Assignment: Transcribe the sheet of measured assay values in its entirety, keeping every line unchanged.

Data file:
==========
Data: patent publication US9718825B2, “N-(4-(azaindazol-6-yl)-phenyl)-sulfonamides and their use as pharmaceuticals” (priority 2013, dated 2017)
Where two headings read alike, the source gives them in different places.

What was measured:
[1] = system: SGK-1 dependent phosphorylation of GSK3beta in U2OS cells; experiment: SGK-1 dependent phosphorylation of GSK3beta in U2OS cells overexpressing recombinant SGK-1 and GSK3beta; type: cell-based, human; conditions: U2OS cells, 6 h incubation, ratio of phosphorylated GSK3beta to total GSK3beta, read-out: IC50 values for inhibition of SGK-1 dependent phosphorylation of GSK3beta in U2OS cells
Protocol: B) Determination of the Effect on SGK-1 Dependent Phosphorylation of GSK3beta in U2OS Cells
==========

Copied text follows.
Data: patent publication US9718825B2, “N-(4-(azaindazol-6-yl)-phenyl)-sulfonamides and their use as pharmaceuticals” (priority 2013, dated 2017)
Where two headings read alike, the source gives them in different places.

What was measured:
[1] = system: SGK-1 dependent phosphorylation of GSK3beta in U2OS cells; experiment: SGK-1 dependent phosphorylation of GSK3beta in U2OS cells overexpressing recombinant SGK-1 and GSK3beta; type: cell-based, human; conditions: U2OS cells, 6 h incubation, ratio of phosphorylated GSK3beta to total GSK3beta, read-out: IC50 values for inhibition of SGK-1 dependent phosphorylation of GSK3beta in U2OS cells
Protocol: B) Determination of the Effect on SGK-1 Dependent Phosphorylation of GSK3beta in U2OS Cells